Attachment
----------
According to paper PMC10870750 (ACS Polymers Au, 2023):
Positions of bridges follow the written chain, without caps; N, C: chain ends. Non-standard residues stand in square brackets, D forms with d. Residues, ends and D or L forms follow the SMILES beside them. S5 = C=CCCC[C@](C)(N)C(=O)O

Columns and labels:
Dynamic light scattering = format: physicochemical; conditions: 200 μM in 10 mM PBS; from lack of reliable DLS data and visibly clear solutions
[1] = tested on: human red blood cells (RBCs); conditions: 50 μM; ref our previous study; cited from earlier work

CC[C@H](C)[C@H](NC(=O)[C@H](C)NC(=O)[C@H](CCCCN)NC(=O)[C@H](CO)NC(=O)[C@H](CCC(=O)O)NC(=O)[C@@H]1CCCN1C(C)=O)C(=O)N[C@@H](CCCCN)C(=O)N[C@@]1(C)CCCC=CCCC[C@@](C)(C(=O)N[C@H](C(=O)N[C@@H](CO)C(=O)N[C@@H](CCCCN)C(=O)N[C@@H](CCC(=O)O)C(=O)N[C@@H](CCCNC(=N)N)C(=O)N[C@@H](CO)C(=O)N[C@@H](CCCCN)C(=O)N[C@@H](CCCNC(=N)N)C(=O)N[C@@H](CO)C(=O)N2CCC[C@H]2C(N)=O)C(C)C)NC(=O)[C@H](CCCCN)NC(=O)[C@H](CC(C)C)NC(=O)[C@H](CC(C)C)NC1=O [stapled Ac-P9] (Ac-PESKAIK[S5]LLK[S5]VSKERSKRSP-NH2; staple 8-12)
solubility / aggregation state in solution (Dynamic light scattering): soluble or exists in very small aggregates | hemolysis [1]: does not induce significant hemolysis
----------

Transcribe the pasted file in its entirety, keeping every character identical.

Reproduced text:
According to paper PMC10870750 (ACS Polymers Au, 2023):
Positions of bridges follow the written chain, without caps; N, C: chain ends. Non-standard residues stand in square brackets, D forms with d. Residues, ends and D or L forms follow the SMILES beside them. S5 = C=CCCC[C@](C)(N)C(=O)O

Columns and labels:
Dynamic light scattering = format: physicochemical; conditions: 200 μM in 10 mM PBS; from lack of reliable DLS data and visibly clear solutions
[1] = tested on: human red blood cells (RBCs); conditions: 50 μM; ref our previous study; cited from earlier work

CC[C@H](C)[C@H](NC(=O)[C@H](C)NC(=O)[C@H](CCCCN)NC(=O)[C@H](CO)NC(=O)[C@H](CCC(=O)O)NC(=O)[C@@H]1CCCN1C(C)=O)C(=O)N[C@@H](CCCCN)C(=O)N[C@@]1(C)CCCC=CCCC[C@@](C)(C(=O)N[C@H](C(=O)N[C@@H](CO)C(=O)N[C@@H](CCCCN)C(=O)N[C@@H](CCC(=O)O)C(=O)N[C@@H](CCCNC(=N)N)C(=O)N[C@@H](CO)C(=O)N[C@@H](CCCCN)C(=O)N[C@@H](CCCNC(=N)N)C(=O)N[C@@H](CO)C(=O)N2CCC[C@H]2C(N)=O)C(C)C)NC(=O)[C@H](CCCCN)NC(=O)[C@H](CC(C)C)NC(=O)[C@H](CC(C)C)NC1=O [stapled Ac-P9] (Ac-PESKAIK[S5]LLK[S5]VSKERSKRSP-NH2; staple 8-12)
solubility / aggregation state in solution (Dynamic light scattering): soluble or exists in very small aggregates | hemolysis [1]: does not induce significant hemolysis